Other bells and whistles included a floor tom being passed through the audience and Mobley standing on his drum stool, then leaping down on it for the final drum sequence of closer “Solo”. But all of these visually and sonically impressive moments work in service of a more complicated theme—namely addressing one’s country as if it’s a lover. When a separation stems from racial or socioeconomic injustice, the breakup suddenly has a lot more weight behind it. It’s unlikely that everyone who witnessed Mobley’s show-stopping set was aware of any of this. But that’s what makes great pop music, isn’t it? A message wrapped in pleasure. Pleasure wrapped in a message.
Although this list mainly consists of smaller acts, a festival the size of Austin City Limits still needs a couple headliners to bring their A-game. And to be fair, most of them did. But the very nature of Gorillaz‘s concept allows them to have a more unpredictable concert experience than, say, Chance the Rapper, Red Hot Chili Peppers, or The Killers. Because they rely heavily on guest stars in both their recorded work and their live performances, you never know who’s going to show up.
On Sunday night, it was Peven Everett for “Strobelite” and “Stylo”; festival-mate D.R.A.M. for “Andromeda”; a puffy-gowned Kilo Kish for “Out of Body’; and Jamie Principle and Zebra Katz, proving that the repeated phrase “Sex Murder Party” is much more tolerable when surrounded by a full band, six backing singers, and Jamie Hewlett‘s increasingly human(z) animation.
That seems to be the aesthetic of Gorillaz more and more these days—Damon Albarn and co. refusing to hide behind a projection screen or hologram, instead serving as the flesh-and-blood incarnations of their virtual band. I prefer it that way. Why watch a cartoon of Del the Funky Homo Sapien when you can get the real thing? A music festival requires this kind of in-person presentation.
02. Raging Fyah
Confession: I fucking hate reggae music. I mean, yeah, Bob Marley’s great and I can get into The Congos, but reggae has always been one of those genres I have to bite and smile my way through when it’s discussed at a party or within a circle of other music critics.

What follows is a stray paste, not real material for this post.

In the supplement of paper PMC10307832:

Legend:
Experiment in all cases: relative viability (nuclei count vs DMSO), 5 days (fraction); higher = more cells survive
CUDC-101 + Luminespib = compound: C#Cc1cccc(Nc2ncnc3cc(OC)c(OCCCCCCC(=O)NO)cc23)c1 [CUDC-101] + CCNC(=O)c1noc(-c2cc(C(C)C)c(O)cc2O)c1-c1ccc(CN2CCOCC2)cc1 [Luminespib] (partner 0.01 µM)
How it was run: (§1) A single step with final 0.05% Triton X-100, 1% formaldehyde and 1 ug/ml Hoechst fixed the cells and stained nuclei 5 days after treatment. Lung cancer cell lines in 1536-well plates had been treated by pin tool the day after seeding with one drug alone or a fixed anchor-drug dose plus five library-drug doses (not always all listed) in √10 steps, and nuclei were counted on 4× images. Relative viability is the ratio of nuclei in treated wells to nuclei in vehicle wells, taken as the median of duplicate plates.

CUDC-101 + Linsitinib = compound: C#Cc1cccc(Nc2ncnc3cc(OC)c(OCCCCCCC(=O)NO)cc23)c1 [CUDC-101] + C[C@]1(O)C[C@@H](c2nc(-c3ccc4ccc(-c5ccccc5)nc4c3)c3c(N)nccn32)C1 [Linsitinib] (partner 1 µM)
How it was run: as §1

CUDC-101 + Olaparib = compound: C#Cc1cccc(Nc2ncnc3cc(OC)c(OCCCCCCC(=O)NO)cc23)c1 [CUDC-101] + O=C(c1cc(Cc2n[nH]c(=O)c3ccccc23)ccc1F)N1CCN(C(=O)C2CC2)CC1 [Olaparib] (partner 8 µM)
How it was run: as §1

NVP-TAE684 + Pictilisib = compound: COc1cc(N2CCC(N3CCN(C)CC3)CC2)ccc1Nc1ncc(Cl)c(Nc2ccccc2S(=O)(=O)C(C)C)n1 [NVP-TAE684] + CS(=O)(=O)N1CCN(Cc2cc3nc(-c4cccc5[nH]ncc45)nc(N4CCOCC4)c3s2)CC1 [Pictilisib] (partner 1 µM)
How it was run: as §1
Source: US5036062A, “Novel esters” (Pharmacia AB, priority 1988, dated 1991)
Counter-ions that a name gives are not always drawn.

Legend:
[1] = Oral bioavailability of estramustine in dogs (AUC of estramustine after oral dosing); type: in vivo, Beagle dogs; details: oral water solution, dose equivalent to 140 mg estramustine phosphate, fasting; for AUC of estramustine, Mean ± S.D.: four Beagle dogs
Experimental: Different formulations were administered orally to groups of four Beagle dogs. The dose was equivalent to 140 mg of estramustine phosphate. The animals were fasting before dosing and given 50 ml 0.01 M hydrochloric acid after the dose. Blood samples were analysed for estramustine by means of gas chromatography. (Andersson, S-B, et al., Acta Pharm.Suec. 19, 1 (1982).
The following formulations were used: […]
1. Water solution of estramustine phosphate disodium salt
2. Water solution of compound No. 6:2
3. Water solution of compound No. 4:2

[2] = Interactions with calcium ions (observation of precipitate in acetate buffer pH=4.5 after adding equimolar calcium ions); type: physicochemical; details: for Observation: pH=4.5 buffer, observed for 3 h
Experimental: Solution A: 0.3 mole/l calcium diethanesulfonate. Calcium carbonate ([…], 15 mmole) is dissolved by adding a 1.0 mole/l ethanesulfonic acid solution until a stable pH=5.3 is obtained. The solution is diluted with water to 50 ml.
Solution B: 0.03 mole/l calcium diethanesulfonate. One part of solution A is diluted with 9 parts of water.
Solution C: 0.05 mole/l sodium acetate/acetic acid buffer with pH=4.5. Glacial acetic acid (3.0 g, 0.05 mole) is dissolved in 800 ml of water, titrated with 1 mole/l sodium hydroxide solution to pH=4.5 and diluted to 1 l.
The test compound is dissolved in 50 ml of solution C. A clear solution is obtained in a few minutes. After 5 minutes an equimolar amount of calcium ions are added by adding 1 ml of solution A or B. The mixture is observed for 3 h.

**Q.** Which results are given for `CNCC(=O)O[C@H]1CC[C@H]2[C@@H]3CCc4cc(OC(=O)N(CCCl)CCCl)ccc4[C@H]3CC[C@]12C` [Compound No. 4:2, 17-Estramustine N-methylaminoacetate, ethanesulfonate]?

Raging Fyah could change that.
I don’t know enough about the genre to give technical insight into why, beyond the typical surface observations: Delroy Hamilton’s bass really bubbled! And check out Kumar Bent’s upstroke! No, Raging Fyah’s appeal came from that crucial yet impossible to define element of any great concert: energy.
It was in the way the musicians thrashed and swayed, finding a subtle kind of aggression despite the laid-back nature of the music. It was in the way they gradually escalated the crowd’s call-and-response vocals from celebration to fury during their closing song. No, I don’t know what the tune is called. But I know how it felt. And I know that it’s making me reconsider my own musical bias.
01. Jamila Woods
I’m totally psychoanalyzing her here, but I can’t help but wonder if Jamila Woods‘ strength as a performer comes from her own introversion. Before “Way Up”, the space-bound closer from last year’s fantastic HEAVN, she dedicated the song to her fellow introverts, closed her eyes, and simply began singing. There’s something to be said for that kind of low-key strength. Outside of thanking the audience, introducing her mighty Chicago backing band, and joking about having to endure “titty sweat”, she didn’t say a whole lot because she didn’t need to. That makes a Windy City reminiscence like “LSD” (sorry, folks, no Chance sighting) or a neo-soul call to action like “Blk Girl Soldier” that much more powerful. Woods doesn’t have a lot to say—she has a lot to sing.
Photographer: Amy Price